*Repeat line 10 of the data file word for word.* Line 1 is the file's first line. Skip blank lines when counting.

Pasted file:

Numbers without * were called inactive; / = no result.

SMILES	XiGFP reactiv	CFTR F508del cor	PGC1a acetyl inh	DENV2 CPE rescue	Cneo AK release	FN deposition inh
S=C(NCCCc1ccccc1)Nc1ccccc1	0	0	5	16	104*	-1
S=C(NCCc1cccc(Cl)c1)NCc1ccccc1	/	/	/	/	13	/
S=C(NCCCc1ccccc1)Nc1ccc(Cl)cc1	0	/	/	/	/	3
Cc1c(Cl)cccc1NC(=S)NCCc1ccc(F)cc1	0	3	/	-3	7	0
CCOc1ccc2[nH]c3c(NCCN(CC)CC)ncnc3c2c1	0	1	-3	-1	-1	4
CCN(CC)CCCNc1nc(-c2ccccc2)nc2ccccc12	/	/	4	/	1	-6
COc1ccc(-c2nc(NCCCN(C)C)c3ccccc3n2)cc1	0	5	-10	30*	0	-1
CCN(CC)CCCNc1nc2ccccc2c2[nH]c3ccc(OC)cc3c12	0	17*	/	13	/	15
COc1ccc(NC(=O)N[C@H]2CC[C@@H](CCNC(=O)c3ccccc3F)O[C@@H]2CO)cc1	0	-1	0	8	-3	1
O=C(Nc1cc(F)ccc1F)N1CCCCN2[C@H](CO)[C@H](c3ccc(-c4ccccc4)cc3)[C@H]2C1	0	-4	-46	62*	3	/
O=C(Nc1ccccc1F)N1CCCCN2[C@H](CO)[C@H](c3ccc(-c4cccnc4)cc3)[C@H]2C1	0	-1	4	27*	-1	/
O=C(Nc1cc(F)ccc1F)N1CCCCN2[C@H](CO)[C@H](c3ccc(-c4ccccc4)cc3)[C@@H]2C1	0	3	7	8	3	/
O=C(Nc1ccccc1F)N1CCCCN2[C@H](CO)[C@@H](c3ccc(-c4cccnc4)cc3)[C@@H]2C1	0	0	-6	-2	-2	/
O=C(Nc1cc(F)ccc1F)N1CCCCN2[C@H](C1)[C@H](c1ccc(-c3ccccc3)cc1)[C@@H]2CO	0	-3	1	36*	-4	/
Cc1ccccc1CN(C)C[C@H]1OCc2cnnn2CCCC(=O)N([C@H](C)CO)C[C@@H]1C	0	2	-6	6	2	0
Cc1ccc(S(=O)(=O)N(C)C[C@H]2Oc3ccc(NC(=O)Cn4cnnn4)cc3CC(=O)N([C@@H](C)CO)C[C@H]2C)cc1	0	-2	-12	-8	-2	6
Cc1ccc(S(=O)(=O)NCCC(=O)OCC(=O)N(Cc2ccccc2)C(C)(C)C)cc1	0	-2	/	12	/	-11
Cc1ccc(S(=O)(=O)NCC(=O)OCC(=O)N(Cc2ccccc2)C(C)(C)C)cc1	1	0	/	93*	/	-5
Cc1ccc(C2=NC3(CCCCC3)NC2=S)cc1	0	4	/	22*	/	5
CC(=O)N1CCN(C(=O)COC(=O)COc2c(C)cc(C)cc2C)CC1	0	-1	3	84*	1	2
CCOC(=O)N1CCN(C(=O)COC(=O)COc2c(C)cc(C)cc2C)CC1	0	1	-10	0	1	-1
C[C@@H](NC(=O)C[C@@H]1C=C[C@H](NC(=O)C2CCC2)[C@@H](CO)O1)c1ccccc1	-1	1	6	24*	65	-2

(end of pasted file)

CCN(CC)CCCNc1nc2ccccc2c2[nH]c3ccc(OC)cc3c12	0	17*	/	13	/	15